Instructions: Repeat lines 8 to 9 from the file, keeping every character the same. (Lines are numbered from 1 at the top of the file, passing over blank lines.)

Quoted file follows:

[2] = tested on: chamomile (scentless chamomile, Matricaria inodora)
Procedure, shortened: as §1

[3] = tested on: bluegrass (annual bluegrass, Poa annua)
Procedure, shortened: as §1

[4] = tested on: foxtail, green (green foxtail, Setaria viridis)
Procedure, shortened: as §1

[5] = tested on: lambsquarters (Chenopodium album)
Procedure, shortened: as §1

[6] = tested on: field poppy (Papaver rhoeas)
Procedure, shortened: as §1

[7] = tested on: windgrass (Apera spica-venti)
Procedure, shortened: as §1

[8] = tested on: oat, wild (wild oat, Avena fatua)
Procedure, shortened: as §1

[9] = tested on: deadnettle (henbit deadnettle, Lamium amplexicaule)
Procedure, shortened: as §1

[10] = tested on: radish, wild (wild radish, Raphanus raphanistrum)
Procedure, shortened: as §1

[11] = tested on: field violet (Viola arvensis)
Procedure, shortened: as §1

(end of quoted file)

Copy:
Procedure, shortened: as §1

[6] = tested on: field poppy (Papaver rhoeas)